The achievement of better livelihoods is tied to the realisation of economic, social and cultural rights. For example, the right to food, the right to housing, the right to health and the right to adequate standard of living are all critical to a better livelihood. A common factor in the realisation of these rights is that they are all dependent on access to land. For example, access to land is a key means to realising the right to food. To realize the right to adequate food every man, woman and child, alone or in community with others, requires physical and economic access at all times to adequate food or means for its procurement.46 Land is the source of food, shelter and water, and is used for grazing cattle and for spiritual and cultural activities. For smallholders, herders, fisher-folk and indigenous communities, access to land is a necessary condition for the achievement of a decent standard of living.47
In some countries such as India, courts have adopted an expansive interpretation of the right to life to include the right to earn a livelihood. In Olga Tellis v Bombay Municipal Corporation,48 the Supreme Court held that:
The sweep of the right to life … is wide and far reaching. It does not mean merely that life cannot be extinguished or taken away as, for example, by the imposition and execution of the death sentence, except according to the procedure established by law. That is but one aspect of the right to life. An equally important fact of that right is the right to livelihood because no person can live without the means of living, that is, the means of livelihood. If the right to livelihood is not treated as a part of the constitutional right to life, the easiest way of depriving a person of his right to life would be to deprive him of his means of livelihood to the point of abrogation.
As pointed out earlier, land is important for elemental survival, habitation, crop-growing, pastoralism and other social and political aspects49 especially in Kenya where agriculture is the backbone of the economy.50 However, land is a finite resource, and the remaining land is threatened by land grabs. Access to land, is especially vital in Kenya, since a large percentage of its agricultural output is derived from small scale farming as opposed to large scale farming.51 Greater tenure security implies that individuals and communities are able to secure access to means of deriving their livelihoods.52 Consequently, land grabbing (as a source of tenure insecurity) in its diverse forms leads to the acquisition of land belonging to communities depriving them of their means of livelihood.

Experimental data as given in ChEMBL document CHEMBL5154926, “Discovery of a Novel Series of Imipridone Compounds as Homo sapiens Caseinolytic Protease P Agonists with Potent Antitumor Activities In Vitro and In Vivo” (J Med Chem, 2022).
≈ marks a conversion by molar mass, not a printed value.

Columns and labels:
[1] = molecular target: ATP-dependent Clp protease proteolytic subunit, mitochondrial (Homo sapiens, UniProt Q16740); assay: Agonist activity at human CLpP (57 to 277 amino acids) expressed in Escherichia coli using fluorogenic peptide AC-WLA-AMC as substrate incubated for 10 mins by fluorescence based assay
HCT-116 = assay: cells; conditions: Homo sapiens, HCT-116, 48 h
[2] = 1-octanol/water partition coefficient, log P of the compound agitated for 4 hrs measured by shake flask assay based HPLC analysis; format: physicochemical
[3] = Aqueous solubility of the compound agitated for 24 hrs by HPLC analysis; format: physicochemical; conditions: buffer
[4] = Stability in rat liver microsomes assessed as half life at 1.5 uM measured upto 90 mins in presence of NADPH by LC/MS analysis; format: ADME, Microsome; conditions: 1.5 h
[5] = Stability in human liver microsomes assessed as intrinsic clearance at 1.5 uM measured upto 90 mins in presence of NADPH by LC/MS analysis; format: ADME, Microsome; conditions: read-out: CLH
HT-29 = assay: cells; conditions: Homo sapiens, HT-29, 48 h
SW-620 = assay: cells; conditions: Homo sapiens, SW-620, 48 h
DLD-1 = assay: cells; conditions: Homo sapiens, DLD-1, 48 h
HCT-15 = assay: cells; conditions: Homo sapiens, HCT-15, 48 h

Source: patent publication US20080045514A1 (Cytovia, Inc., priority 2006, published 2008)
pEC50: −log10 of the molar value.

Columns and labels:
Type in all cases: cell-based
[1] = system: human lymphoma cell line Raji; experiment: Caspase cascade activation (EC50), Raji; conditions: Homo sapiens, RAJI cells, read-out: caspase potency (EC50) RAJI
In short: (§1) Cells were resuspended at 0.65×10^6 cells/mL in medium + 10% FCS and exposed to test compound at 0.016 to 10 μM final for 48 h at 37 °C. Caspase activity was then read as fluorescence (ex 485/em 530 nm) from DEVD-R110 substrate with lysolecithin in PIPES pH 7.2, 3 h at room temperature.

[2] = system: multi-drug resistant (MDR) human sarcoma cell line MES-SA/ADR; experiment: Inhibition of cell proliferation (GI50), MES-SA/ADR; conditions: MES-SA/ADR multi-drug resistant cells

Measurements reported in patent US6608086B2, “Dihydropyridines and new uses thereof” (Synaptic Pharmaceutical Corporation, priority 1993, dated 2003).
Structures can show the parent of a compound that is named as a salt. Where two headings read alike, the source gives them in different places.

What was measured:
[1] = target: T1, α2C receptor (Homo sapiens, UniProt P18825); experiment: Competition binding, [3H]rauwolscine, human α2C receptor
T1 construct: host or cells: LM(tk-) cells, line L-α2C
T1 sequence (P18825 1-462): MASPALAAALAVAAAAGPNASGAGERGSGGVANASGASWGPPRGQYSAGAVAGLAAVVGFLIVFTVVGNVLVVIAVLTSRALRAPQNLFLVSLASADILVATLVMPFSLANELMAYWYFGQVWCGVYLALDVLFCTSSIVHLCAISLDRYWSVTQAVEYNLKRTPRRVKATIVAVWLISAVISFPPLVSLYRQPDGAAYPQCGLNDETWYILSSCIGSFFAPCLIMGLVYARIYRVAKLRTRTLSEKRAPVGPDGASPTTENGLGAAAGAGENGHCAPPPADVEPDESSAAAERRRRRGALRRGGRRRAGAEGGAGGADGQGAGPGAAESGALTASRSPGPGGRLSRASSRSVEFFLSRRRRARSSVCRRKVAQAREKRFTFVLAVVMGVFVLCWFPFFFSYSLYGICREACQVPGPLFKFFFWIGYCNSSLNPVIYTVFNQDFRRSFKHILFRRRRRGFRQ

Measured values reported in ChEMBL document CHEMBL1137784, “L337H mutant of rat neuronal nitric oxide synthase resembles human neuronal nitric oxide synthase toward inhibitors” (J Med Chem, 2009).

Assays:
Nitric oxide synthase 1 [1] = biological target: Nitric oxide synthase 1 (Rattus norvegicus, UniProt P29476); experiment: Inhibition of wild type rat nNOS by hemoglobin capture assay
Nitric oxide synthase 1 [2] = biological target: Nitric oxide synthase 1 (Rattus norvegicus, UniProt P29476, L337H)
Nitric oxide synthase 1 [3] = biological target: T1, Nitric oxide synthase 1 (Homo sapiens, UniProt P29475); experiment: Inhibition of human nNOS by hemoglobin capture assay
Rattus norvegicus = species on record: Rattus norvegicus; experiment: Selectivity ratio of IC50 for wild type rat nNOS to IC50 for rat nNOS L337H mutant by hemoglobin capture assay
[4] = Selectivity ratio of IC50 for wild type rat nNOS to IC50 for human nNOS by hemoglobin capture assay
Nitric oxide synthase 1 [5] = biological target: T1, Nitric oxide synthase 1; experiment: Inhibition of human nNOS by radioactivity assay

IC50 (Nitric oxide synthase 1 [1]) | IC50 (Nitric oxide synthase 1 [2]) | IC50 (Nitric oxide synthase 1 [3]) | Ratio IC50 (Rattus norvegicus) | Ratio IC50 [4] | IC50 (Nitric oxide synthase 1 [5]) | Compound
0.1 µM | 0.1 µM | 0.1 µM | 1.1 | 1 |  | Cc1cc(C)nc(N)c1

Land grabbing is manifesting itself variously in contemporary Kenya. Land grabbing by the ruling class is still prevalent in many parts of the country. Public spaces meant for schools, hospitals, roads and other public purposes, community and private land are all prone to land grabs by politicians.53 This form of land grabbing, a consequence of colonial rule, can be described as the ‘traditional’ land grabbing. Land grabbing, has, however, assumed a new face, where it is being powered by factors including globalisation and the scramble for Africa’s natural resources.54 The interplay between globalisation and world domination has led to the new ‘scramble’ for Africa’s natural resources with the main actors in the ‘new scramble for Africa’ being China and the United States of America.55 These actors are now engaged in an accelerated exploitation of natural resources, industrial and processing infrastructure.56
The following are some of the ways in which land grabbing is manifesting itself in contemporary Kenya with dire consequences on livelihoods:
Land grabbing manifests itself today through exploration and extraction of mineral deposits, oil and natural gas. Land occupied by individuals and groups is being compulsory acquired by the state and given to multinational companies.57 The pre-existing uses of land are disregarded while exploration and extraction of minerals are given top priority. The livelihoods of individuals and communities are destroyed since their food crops, water sources, grazing zones, spiritual and cultural places are destroyed to pave way for prospecting and extraction of minerals.58 The Constitution lists all minerals and mineral oils as part of public land.59 The discovery of mineral deposits in land occupied by individuals and communities is, therefore, a source of tenure insecurity which increases their livelihood vulnerability since they have to involuntarily vacate the land.